viernes, 21 de agosto de 2015

My City Havanna

Cuba is one of the last communist strongholds in the world, and its capital, Havana, is where politics, sport, religion and music combine to create a place like no other

Self-study activity:
Watch the video and answer the questions below.

1 What happened in 1959?
2 What is the favourite pastime in Havanna?
3 What's the alternative to taking a taxi?
4 Why do people make offerings to saints?
5 What makes havaneros so special?
6 What does the rapper Raúl Collazo raps about?

One of the last communist strongholds in the world, despite all its struggles, the people remain upbeat and proud of their city. Hi, I’m Lilieth and this is my city.
Famous for its mojitos and cigars, it was (1) the 1959 communist revolution of Fidel Castro that transformed the lives of everyone here. Little has changed since I grew up. At every school, children still swear an oath to communism. But it is not just politics that concentrates young minds. Pelota, everyone is (2) baseball crazy, from games on the streets to organised matches, it is the pastime of choice. Along with health and education, sport is one of the success stories of the revolution.
When I grow up I want to play for Cuba's national team and go to the World Baseball Classic.
Getting around in Havana is unpredictable but always an adventure. Most of the old American cars you see around here are taxis. But havaneros, the locals, can't really afford them, so this is the alternative: (3) Hitchhiking.
Communism means that this is a secular society. For decades, religions were banned, but Afro-Cuban beliefs, along with Catholicism, have always been part of our culture. Now, ceremonies like this one have become widespread. Offerings are made to saints in the hope of (4) protection and good health.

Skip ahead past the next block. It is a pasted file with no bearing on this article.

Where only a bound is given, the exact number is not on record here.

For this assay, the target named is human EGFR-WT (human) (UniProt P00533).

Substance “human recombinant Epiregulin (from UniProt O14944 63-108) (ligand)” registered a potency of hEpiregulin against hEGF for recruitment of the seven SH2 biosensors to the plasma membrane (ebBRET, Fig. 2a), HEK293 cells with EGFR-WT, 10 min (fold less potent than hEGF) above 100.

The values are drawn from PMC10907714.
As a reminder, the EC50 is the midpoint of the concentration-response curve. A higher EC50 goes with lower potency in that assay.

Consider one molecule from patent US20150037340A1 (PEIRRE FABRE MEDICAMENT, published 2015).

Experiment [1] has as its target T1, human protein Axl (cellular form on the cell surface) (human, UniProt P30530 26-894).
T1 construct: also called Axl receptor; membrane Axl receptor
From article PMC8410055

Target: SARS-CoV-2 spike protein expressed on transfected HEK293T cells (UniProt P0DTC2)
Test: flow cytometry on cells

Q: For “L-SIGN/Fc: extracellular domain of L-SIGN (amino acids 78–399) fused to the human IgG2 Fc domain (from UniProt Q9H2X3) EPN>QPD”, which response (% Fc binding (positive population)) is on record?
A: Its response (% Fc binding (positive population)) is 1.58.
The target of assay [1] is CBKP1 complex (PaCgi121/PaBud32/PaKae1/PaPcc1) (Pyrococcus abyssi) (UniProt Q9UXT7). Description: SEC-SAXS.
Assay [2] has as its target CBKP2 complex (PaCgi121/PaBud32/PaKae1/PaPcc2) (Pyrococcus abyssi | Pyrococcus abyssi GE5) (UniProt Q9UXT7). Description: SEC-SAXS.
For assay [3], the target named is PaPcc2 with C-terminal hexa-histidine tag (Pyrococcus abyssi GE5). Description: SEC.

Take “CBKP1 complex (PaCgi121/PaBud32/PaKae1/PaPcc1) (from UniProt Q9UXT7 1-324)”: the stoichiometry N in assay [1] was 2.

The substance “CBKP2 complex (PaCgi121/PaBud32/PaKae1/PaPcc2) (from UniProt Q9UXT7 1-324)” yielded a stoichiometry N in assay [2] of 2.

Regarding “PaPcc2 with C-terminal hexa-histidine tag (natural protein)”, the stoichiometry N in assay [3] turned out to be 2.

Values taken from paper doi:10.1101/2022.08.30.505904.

In every house of every Cuban family there are at least one or two followers that believe in the Yoruba religion and whenever someone is in trouble they turn to those family members for help.
There is one ritual that all true havaneros follow religiously, and that’s socialising.
So what makes havaneros so special? Whether you are from just around the corner, or the other side of the world, (5) making friends is always easy.
… to the beats of salsa but it’s not all about twisting and turning.
Many here dream of a freer Cuba. Raúl del Collazo raps about (6) the failures of the government, so he is banned from radio and TV. His music is spread by word of mouth. Raúl believes his rapping has revolutionised the way people think.
When I look at my city, I still adore it with that same childish innocence I once possessed. I see a place that is evolving, it is slowly opening up. Its lust for life, never fading. Havana is my city.